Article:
“The lack of information and training you’ve found point up a weakness in terms of that access and that should be a concern for all of us. Any law that is not followed or enforced or well-written is of questionable benefit. These revisions are likely to have long-term benefit even if local agencies are not yet in compliance as members of the public can now use this as additional leverage to obtain access to information, and eventually enforcement penalties will move agencies to take required actions. But all of us should also be aware that a dedicated effort to train, gather information and develop mechanisms to release information requires time and resources as well.”       
 
What the law says

As of January 1, 2010, the Freedom of Information Act required all public bodies designate one or more officials or employees to act as a Freedom of Information Act officer.
These officers are to receive requests for records, ensure that the public body responds to the requests in a timely fashion and issue responses.

The FOIA officer is designated to develop a list of documents or categories of records that the public body shall immediately disclose upon request as shown in the tan box to the right.

All FOIA officers were required to complete   online FOIA training at the Illinois Attorney General’s website by June 30.


What we found

In Tazewell County, Joe Nohl, FOIA officer for the Village of Morton said he took the electronic training, but was unaware of the need to post the required information. Nohl said he would get the information posted as soon as possible.

Tazewell County failed to comply with the law. In the county’s recorder office, FOIA officer Robert Lutz said he had not completed the training and had no information posted for the public.

He also had no information available to give to the public if anyone requested it.

In the Department of Zoning and Community Development, FOIA officer Melissa Kreiter said she had taken the training but had nothing displayed. Kreiter did have a packet of information ready to give to people with almost all the information, but was missing the number of full-time and part-time employees and identification of the Zoning Board of Appeals members.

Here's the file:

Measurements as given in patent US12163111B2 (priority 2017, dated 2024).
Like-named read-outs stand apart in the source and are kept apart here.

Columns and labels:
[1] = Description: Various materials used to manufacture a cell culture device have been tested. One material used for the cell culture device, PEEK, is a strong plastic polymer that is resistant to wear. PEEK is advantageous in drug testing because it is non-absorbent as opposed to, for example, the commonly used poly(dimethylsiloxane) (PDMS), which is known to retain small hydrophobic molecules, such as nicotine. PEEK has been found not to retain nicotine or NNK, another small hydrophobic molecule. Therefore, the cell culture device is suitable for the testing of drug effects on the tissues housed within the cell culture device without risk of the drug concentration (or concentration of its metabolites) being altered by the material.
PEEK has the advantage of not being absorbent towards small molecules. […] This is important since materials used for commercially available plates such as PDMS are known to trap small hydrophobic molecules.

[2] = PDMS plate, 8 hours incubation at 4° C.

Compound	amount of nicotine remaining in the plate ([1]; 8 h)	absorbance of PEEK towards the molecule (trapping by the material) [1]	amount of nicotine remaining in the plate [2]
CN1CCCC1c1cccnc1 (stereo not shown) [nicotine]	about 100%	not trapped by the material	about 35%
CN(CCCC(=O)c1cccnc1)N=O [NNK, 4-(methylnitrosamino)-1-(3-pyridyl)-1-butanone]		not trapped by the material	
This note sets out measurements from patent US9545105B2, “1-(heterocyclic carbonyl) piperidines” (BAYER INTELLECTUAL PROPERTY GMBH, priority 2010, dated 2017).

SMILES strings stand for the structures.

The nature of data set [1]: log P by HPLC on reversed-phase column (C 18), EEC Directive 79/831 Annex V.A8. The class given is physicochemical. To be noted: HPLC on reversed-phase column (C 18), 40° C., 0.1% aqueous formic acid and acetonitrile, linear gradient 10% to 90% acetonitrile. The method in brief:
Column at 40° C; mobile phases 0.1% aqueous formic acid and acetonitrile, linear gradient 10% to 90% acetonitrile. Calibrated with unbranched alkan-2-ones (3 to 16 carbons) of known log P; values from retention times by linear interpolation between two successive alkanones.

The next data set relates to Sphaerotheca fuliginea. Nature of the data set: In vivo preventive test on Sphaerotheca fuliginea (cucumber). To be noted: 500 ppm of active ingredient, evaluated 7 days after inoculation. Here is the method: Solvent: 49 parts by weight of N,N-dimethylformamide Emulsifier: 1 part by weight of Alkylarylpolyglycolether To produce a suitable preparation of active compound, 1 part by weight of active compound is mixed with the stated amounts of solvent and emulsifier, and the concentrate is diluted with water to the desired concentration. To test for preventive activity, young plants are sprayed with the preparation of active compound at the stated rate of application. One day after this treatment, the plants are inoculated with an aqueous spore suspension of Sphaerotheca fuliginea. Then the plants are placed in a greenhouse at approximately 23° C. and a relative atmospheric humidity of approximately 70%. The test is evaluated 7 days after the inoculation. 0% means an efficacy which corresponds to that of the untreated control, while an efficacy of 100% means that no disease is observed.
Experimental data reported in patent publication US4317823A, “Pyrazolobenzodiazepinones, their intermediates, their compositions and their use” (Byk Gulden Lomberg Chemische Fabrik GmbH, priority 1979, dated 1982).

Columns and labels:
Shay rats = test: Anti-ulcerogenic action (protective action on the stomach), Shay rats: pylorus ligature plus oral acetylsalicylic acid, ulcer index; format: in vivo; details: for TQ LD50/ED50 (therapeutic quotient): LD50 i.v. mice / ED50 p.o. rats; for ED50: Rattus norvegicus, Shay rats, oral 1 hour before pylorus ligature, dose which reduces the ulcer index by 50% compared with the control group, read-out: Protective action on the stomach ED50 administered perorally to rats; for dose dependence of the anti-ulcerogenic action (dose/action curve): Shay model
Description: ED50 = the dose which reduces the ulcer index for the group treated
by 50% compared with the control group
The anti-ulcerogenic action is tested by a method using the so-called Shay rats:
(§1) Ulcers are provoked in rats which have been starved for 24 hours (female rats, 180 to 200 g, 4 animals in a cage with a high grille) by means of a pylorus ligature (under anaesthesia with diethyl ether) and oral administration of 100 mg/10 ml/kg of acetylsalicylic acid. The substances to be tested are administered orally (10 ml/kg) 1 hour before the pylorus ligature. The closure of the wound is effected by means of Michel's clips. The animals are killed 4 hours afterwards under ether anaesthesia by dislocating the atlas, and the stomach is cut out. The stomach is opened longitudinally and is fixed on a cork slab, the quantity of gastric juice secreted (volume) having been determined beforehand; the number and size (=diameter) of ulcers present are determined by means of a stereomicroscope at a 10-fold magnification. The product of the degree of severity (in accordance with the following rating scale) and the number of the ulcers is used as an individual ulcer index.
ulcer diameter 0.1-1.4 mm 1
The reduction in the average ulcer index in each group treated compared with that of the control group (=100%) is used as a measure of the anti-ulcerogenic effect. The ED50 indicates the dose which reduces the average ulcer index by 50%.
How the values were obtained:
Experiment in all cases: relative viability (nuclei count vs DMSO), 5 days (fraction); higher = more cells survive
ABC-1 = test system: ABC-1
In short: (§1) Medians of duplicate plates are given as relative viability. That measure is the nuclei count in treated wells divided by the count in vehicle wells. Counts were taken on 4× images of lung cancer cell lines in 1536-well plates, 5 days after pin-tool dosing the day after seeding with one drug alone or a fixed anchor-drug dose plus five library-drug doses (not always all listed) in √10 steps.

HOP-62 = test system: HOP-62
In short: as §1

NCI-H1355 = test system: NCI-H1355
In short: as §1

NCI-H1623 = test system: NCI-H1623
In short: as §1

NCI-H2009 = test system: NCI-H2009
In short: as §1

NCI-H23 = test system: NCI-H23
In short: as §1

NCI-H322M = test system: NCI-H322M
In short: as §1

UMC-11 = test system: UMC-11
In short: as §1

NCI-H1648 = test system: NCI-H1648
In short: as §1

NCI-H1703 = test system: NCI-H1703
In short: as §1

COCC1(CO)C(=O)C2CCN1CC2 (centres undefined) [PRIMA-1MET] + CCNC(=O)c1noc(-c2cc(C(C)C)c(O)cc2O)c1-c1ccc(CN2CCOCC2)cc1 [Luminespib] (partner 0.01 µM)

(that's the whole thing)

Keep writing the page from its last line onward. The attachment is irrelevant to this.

Tazewell County administrator David Jones said while all the required information is not posted
department by department, it is a click away on the website. However, that still means the county is not in compliance.

Jones said having the total operating budget for each department, which is required information, is challenging because the county does not always fund an entire department in one budget. It can be two budgets or part of different budgets.

“Have we sat down and put down all that information on paper? I’m not going to mislead you; we haven’t done that,” Jones said.

“It’s just not how we budget. It’s not something we’ve been required to do previously. It’s additional work for the county to do that. Certainly we would be available to work with anyone who had questions. We don’t have a placard in each office that shows all that information, but we could refer them to the appropriate document or sit down and have a conversation.”

Jones said representatives of the Illinois Attorney General’s office came to the county several months ago.  
“Myself, some board members, along with department heads and staff members, took the training. It was attended by 30 to 40 people,” Jones said.

“We have taken steps to upgrade our website partially because of need and desire to do that; citizens want more transparency. We’ve also done things in response to FOIA. We’ve been trying to put more stuff on the website to be more customer friendly. The next step in  the process is working toward having a link on every department web page where citizens can submit requests directly to the FOIA officer.”